Rookie Henley wins by three shots at Waialae
(Reuters) - American Russell Henley, remarkably unflappable for a PGA Tour rookie, became the youngest ever champion at the Sony Open in Hawaii when he won his maiden title on the U.S. circuit by three shots on Sunday.
Aged just 23, the fresh-faced Web.com Tour graduate displayed ice-cool nerves as he stormed home with five consecutive birdies to fire a seven-under-par 63 on the tree-lined layout at Waialae Country Club.
Co-leader overnight with fellow rookie and good friend Scott Langley, Henley mixed eight birdies with a lone bogey to post a record 24-under total of 256 in the PGA Tour's first full-field event of the season.
When he rolled in an eight-footer to birdie the par-five last, one of several stunning clutch putts he made on the day, he gave a roundhouse sweep with his right arm in celebration.
"I don't really even know what just happened," a smiling Henley told Golf Channel after becoming the event's youngest winner, eclipsing compatriot Ben Crenshaw who was aged 24 when he triumphed in 1996.
"This is the most nervous I have ever been and that's the hardest thing I have ever done, what I just did. I had to battle Tim (Clark) and I am just kind of speechless right now."
With his spectacular triumph, Henley earned an invitation to the Masters and became the first rookie to win on his debut as a PGA Tour member since compatriot Garrett Willis at the 2001 Tucson Open.
South African Tim Clark, bidding for his second title on the circuit, signed off with birdies on the last four holes for a matching 63 to secure second place.
First-round leader Langley faded with three bogeys on the back nine, carding a 70 to finish in a tie for third at 17 under with fellow American Charles Howell III (66).
Henley began another warm day at Waialae tied at the top with playing partner Langley and he benefited from a two-shot swing at the par-four first to move two strokes clear.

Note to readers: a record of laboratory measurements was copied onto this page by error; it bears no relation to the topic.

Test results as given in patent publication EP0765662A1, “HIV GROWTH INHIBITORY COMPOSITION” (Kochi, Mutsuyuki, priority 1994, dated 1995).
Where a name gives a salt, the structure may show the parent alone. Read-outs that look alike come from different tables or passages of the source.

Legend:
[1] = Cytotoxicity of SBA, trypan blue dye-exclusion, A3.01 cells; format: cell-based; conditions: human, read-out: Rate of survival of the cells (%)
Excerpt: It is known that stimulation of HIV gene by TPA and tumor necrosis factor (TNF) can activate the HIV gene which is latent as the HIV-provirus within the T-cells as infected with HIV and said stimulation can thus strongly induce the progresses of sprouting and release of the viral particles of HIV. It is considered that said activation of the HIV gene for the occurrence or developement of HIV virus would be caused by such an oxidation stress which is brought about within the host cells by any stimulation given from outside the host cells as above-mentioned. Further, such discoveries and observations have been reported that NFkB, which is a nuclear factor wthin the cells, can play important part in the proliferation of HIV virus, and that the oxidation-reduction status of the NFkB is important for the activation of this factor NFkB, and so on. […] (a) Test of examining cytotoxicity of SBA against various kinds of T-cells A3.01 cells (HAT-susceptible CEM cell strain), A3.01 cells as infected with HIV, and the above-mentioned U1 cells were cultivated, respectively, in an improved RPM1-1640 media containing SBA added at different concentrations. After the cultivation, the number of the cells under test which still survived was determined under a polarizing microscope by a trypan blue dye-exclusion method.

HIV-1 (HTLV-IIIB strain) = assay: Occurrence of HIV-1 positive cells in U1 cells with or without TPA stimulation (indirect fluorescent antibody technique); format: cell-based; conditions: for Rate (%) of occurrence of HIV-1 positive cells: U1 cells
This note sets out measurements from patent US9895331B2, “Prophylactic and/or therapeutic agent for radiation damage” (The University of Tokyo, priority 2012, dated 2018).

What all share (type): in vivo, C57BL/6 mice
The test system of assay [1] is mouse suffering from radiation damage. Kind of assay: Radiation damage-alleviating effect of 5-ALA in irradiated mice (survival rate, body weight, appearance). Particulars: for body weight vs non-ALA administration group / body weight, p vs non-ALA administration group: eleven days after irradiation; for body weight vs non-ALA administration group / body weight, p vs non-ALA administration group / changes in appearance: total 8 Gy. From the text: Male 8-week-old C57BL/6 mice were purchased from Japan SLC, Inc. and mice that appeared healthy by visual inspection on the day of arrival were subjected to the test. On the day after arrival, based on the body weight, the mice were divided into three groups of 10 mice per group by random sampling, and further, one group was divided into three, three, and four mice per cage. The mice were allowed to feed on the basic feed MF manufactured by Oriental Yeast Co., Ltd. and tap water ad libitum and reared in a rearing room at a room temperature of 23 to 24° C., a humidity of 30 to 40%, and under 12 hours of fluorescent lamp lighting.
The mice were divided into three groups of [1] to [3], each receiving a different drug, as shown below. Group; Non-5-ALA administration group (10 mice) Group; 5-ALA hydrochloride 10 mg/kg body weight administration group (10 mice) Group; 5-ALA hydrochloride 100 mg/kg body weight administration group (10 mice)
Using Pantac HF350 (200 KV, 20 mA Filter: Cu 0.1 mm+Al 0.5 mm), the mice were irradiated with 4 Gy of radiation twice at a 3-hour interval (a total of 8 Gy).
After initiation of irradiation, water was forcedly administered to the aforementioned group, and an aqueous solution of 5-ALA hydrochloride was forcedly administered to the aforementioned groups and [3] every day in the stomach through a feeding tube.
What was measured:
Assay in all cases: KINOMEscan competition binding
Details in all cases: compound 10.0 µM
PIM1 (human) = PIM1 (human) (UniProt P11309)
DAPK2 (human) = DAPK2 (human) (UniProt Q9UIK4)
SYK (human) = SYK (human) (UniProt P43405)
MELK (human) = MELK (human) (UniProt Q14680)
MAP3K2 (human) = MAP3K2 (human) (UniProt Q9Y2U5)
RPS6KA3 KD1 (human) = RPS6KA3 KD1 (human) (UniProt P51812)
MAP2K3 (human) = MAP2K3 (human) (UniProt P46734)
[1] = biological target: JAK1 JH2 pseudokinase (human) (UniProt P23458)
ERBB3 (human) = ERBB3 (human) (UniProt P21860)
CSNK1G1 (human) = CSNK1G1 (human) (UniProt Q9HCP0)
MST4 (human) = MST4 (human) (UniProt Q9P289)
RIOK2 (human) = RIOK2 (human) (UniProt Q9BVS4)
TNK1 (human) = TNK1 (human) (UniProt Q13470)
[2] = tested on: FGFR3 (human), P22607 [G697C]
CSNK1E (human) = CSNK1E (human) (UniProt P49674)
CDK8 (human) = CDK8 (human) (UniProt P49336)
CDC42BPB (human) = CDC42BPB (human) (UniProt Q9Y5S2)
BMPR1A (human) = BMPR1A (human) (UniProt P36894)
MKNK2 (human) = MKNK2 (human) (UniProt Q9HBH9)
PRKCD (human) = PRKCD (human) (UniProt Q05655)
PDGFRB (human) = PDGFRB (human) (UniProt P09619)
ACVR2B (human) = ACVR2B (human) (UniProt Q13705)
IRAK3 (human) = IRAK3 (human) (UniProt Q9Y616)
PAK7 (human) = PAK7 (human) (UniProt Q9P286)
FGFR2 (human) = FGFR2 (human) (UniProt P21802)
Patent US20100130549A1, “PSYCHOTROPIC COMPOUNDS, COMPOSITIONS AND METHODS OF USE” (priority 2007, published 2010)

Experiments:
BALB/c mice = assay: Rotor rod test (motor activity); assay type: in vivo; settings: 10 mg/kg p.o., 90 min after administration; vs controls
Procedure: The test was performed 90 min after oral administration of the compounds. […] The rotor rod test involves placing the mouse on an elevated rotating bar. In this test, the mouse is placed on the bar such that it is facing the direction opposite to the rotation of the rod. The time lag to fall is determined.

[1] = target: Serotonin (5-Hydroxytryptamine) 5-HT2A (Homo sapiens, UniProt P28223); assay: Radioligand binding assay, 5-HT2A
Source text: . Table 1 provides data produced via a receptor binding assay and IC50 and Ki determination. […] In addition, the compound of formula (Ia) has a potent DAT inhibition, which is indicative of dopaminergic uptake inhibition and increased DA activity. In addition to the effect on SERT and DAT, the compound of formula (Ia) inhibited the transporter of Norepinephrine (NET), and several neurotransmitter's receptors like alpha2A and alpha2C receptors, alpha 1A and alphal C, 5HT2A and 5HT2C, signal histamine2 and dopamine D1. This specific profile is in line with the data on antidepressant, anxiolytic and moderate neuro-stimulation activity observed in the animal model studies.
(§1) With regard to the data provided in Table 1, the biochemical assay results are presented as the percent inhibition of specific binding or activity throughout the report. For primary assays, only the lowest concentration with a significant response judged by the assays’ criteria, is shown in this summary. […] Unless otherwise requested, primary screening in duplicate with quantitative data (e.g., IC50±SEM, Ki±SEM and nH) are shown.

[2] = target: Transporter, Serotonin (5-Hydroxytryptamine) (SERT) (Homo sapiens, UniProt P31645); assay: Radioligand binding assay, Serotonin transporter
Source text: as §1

While Henley birdied the hole after hitting a superb approach to within three feet, Langley wound up with a bogey after finding the right rough off the tee and also with his second shot.
Langley missed birdie putts from inside six feet at the second and sixth before duffing a chip from greenside rough to bogey the par-three seventh and slip three strokes off the pace.
Henley dropped his first shot in 51 holes at the par-four eighth, where he pulled his drive into the left rough and ended up in tangly grass behind the green with his approach.
However, he immediately recovered with a two-putt birdie at the par-five ninth to reach the turn two strokes in front of the chasing pack.
Henley rolled in a nine-foot birdie putt at the 10th to maintain his cushion and did well to save par from a similar distance at the par-four 11th after pulling his tee shot on to a cart path.
He delivered a dagger blow by draining a 45-footer to birdie the 14th and stretch his lead to three strokes, then sank 12-footers at the 15th and 16th to keep the charging Clark at bay.
Remarkably Henley birdied the last two holes for good measure.
(Reporting by Mark Lamport-Stokes in Los Angeles; Editing by Frank Pingue)